You should also provide a secure lockable storage space for photographers’ gear.

Tribunes or other working areas

In addition to the media centre, consider providing a seated area for the print media overlooking the main sporting area or main action in the most appropriate position for the relevant sport or activity.

In the case of sports held within stadiums, tribunes for print media may be needed. Tribunes generally have seated desk space with a power supply and possibly phone/data lines. The tribunes should be located with a clear view of the field of play and big screen (or an additional television monitor).

Services for media

As well as providing facilities for media, you need to consider providing associated services to support media activity. The different types of services are set out below.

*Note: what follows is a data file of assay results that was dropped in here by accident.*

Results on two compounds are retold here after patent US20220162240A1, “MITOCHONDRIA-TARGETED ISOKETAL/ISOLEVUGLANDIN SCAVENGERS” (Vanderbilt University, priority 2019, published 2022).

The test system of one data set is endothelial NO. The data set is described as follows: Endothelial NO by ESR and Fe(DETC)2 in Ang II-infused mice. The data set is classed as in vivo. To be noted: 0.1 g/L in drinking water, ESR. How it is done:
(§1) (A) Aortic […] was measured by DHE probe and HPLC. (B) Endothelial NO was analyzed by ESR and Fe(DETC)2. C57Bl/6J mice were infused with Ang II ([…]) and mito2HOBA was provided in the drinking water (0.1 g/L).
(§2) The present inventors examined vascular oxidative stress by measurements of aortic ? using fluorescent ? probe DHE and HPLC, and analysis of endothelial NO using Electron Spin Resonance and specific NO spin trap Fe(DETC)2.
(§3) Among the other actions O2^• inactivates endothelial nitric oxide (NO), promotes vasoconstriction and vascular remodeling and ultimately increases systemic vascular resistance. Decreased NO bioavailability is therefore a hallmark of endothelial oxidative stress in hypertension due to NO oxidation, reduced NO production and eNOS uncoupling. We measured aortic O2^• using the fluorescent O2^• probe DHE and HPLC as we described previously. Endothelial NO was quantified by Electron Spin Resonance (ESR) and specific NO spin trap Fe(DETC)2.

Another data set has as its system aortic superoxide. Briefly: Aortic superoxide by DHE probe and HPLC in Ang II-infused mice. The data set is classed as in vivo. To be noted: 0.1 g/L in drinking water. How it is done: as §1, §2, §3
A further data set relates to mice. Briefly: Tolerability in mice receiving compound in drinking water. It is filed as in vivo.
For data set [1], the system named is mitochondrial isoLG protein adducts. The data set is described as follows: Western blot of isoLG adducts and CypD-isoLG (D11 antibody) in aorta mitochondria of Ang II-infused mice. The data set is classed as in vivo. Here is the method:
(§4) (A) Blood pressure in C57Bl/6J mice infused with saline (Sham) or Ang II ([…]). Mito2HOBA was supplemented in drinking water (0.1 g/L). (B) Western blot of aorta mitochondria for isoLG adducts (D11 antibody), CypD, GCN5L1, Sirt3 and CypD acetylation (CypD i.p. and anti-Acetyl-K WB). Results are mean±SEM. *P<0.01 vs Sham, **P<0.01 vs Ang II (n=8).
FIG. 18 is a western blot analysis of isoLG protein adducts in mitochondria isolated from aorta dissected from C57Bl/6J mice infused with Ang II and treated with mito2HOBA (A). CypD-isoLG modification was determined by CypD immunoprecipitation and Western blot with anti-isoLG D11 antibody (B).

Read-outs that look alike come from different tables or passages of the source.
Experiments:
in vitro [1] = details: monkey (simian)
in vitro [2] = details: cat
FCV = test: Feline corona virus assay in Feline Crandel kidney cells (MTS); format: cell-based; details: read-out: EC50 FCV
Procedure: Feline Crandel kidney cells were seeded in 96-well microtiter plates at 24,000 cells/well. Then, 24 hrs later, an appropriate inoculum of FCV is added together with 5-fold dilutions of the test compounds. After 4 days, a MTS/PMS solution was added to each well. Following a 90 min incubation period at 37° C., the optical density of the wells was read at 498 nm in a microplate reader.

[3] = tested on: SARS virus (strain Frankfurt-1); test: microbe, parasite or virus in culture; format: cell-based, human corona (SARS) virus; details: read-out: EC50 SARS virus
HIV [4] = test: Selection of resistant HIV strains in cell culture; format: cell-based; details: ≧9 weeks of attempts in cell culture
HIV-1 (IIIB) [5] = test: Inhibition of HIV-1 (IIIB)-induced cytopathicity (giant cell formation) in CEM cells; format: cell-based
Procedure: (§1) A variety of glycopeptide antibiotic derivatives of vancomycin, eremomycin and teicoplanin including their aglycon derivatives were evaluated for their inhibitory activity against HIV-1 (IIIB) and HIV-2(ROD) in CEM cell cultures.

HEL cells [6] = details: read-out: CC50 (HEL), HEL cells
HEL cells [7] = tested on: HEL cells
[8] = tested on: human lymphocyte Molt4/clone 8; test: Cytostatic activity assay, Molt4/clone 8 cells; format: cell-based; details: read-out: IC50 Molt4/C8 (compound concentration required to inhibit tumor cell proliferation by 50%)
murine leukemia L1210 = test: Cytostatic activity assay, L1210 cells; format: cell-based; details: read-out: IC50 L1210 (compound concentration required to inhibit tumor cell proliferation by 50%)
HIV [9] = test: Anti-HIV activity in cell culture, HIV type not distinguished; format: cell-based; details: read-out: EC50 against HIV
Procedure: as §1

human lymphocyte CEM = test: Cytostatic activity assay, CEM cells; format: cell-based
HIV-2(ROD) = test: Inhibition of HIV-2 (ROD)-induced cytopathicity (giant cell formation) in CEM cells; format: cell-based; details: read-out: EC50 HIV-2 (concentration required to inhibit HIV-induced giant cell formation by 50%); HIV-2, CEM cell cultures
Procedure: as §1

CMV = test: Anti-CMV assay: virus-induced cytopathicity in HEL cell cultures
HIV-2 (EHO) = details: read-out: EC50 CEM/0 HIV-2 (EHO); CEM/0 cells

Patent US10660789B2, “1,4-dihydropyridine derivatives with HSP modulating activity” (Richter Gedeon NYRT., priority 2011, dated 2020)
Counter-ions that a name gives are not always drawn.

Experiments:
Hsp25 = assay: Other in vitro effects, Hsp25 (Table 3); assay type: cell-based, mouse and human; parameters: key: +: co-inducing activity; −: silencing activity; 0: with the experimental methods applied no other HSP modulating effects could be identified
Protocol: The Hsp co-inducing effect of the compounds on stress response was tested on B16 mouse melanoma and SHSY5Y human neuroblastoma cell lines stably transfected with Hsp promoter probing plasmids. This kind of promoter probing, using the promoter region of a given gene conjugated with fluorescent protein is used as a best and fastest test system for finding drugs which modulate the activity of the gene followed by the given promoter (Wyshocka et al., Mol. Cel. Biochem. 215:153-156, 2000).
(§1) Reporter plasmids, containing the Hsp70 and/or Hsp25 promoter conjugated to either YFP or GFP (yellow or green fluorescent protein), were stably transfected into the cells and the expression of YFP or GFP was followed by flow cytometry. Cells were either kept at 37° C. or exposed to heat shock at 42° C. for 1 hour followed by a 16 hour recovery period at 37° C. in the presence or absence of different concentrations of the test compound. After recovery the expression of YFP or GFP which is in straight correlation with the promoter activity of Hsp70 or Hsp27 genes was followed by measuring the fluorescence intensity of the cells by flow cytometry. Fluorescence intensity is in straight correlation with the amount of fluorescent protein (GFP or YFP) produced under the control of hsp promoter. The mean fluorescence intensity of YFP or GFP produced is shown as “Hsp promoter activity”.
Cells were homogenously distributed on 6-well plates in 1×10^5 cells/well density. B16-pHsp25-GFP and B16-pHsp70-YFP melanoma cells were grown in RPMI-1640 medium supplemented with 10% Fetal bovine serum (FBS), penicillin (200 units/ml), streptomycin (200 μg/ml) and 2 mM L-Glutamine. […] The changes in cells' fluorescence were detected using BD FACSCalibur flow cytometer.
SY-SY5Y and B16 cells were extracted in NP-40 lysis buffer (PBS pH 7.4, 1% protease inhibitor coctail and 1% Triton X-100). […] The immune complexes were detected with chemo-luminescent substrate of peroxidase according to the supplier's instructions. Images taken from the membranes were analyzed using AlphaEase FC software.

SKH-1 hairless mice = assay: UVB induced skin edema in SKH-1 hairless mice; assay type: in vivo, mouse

Media guide

Develop a media guide with information about the event including:

  • the event schedule
  • event participants and officials
  • the venue or course
  • sponsors and partners
  • contact details for relevant event organisers
  • event rules
  • main statistics around previous events including major athlete or team performances
  • media facilities and services
  • media rules or terms and conditions.

Example media guide

Fast5 Netball World Series Auckland 2012 — Media Guide [PDF, 4 MB]

Media packs

We highly recommend you consider providing media packs. These can be as sophisticated or simple as the event budget allows.

At a minimum, media packs should include the media guide and official programme. The media pack can also include:

  • brochures and messages from sponsors or partners
  • country and regional information about travel, accommodation and activities
  • gifts such as pens, data sticks and other branded merchandise or giveaways — often provided by sponsors or official suppliers.
  • media packs are generally provided in some form of reusable bag.